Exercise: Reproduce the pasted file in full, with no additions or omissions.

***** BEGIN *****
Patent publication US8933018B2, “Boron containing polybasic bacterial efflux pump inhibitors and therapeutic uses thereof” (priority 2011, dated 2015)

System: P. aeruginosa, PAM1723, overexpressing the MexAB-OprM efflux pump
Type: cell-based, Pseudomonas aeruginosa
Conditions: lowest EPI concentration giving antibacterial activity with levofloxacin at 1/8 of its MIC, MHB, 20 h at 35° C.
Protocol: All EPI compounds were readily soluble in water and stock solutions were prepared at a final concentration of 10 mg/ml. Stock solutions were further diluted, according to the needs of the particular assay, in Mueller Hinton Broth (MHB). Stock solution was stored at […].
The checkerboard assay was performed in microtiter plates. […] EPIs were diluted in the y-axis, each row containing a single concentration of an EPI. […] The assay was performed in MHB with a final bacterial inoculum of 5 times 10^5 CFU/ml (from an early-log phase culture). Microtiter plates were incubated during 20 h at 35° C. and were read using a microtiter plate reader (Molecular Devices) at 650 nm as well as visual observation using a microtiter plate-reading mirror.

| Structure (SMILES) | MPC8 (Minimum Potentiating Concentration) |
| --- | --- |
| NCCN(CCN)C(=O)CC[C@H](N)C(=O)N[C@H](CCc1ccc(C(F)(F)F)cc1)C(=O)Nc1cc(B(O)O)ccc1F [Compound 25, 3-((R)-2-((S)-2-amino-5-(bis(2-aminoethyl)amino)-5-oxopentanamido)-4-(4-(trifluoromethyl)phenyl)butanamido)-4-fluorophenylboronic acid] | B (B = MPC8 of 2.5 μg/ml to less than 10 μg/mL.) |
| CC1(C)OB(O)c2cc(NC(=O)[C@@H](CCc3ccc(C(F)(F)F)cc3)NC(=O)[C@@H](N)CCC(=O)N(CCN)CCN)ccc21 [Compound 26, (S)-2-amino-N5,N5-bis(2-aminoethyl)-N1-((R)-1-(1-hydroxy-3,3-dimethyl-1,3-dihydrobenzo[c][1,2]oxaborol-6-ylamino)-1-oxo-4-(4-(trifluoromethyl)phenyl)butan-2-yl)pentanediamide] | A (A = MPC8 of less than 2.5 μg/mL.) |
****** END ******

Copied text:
Patent publication US8933018B2, “Boron containing polybasic bacterial efflux pump inhibitors and therapeutic uses thereof” (priority 2011, dated 2015)

System: P. aeruginosa, PAM1723, overexpressing the MexAB-OprM efflux pump
Type: cell-based, Pseudomonas aeruginosa
Conditions: lowest EPI concentration giving antibacterial activity with levofloxacin at 1/8 of its MIC, MHB, 20 h at 35° C.
Protocol: All EPI compounds were readily soluble in water and stock solutions were prepared at a final concentration of 10 mg/ml. Stock solutions were further diluted, according to the needs of the particular assay, in Mueller Hinton Broth (MHB). Stock solution was stored at […].
The checkerboard assay was performed in microtiter plates. […] EPIs were diluted in the y-axis, each row containing a single concentration of an EPI. […] The assay was performed in MHB with a final bacterial inoculum of 5 times 10^5 CFU/ml (from an early-log phase culture). Microtiter plates were incubated during 20 h at 35° C. and were read using a microtiter plate reader (Molecular Devices) at 650 nm as well as visual observation using a microtiter plate-reading mirror.

| Structure (SMILES) | MPC8 (Minimum Potentiating Concentration) |
| --- | --- |
| NCCN(CCN)C(=O)CC[C@H](N)C(=O)N[C@H](CCc1ccc(C(F)(F)F)cc1)C(=O)Nc1cc(B(O)O)ccc1F [Compound 25, 3-((R)-2-((S)-2-amino-5-(bis(2-aminoethyl)amino)-5-oxopentanamido)-4-(4-(trifluoromethyl)phenyl)butanamido)-4-fluorophenylboronic acid] | B (B = MPC8 of 2.5 μg/ml to less than 10 μg/mL.) |
| CC1(C)OB(O)c2cc(NC(=O)[C@@H](CCc3ccc(C(F)(F)F)cc3)NC(=O)[C@@H](N)CCC(=O)N(CCN)CCN)ccc21 [Compound 26, (S)-2-amino-N5,N5-bis(2-aminoethyl)-N1-((R)-1-(1-hydroxy-3,3-dimethyl-1,3-dihydrobenzo[c][1,2]oxaborol-6-ylamino)-1-oxo-4-(4-(trifluoromethyl)phenyl)butan-2-yl)pentanediamide] | A (A = MPC8 of less than 2.5 μg/mL.) |